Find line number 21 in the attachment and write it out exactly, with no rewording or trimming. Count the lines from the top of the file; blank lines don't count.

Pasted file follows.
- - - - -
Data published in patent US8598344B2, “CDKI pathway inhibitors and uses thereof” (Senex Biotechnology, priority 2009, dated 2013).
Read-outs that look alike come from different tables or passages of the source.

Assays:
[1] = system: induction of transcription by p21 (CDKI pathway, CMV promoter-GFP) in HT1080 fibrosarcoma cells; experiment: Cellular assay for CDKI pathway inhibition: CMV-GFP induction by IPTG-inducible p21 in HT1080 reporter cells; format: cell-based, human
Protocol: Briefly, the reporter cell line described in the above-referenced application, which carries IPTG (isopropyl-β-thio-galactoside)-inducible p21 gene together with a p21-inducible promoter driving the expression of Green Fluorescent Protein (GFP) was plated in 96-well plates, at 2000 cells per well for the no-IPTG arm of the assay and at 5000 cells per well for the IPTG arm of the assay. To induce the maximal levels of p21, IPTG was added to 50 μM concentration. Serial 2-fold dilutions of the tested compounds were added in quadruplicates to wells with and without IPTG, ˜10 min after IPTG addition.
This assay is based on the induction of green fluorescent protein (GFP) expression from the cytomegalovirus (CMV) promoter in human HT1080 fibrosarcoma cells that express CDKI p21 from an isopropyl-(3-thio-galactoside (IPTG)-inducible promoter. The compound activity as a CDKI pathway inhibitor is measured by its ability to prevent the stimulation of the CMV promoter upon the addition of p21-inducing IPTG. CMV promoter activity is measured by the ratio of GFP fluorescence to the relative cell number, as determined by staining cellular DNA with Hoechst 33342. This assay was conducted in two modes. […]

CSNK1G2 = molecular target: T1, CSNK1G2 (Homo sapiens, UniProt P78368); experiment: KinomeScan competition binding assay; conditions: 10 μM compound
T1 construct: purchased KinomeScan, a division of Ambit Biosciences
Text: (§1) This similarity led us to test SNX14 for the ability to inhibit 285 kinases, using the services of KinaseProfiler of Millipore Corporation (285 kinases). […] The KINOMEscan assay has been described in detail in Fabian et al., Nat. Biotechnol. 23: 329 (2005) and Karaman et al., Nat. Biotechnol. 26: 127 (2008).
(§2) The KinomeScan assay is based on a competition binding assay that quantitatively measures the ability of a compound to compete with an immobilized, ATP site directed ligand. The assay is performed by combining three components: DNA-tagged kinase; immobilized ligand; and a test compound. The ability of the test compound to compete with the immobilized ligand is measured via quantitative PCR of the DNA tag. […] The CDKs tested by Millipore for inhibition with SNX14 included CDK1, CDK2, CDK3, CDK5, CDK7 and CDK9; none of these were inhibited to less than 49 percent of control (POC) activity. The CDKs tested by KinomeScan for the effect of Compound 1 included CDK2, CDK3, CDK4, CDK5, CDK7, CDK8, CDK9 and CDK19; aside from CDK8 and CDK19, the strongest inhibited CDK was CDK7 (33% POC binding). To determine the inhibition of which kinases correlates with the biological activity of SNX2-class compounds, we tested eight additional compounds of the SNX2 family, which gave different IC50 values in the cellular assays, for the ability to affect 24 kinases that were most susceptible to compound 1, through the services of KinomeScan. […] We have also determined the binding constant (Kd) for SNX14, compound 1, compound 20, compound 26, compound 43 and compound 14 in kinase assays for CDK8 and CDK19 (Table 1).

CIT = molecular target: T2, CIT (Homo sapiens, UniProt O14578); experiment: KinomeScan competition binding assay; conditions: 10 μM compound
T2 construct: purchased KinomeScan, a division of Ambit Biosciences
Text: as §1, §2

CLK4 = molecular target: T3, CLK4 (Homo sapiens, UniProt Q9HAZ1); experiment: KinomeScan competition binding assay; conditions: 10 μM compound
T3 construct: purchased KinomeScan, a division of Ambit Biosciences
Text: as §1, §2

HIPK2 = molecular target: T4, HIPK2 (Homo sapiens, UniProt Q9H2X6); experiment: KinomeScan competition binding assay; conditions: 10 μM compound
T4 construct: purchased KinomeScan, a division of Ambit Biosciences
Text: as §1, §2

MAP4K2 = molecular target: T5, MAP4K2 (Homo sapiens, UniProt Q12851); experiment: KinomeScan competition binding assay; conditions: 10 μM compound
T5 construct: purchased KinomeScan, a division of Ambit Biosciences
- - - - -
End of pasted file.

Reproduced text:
T5 construct: purchased KinomeScan, a division of Ambit Biosciences